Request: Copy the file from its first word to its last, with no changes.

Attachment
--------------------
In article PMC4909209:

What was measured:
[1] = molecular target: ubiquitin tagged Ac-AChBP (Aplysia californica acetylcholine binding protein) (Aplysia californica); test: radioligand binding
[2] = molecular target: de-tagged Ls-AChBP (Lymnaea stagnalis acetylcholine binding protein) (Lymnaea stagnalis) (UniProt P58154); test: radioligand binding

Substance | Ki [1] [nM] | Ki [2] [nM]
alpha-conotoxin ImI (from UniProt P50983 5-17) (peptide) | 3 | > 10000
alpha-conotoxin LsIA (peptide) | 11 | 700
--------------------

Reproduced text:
In article PMC4909209:

What was measured:
[1] = molecular target: ubiquitin tagged Ac-AChBP (Aplysia californica acetylcholine binding protein) (Aplysia californica); test: radioligand binding
[2] = molecular target: de-tagged Ls-AChBP (Lymnaea stagnalis acetylcholine binding protein) (Lymnaea stagnalis) (UniProt P58154); test: radioligand binding

Substance | Ki [1] [nM] | Ki [2] [nM]
alpha-conotoxin ImI (from UniProt P50983 5-17) (peptide) | 3 | > 10000
alpha-conotoxin LsIA (peptide) | 11 | 700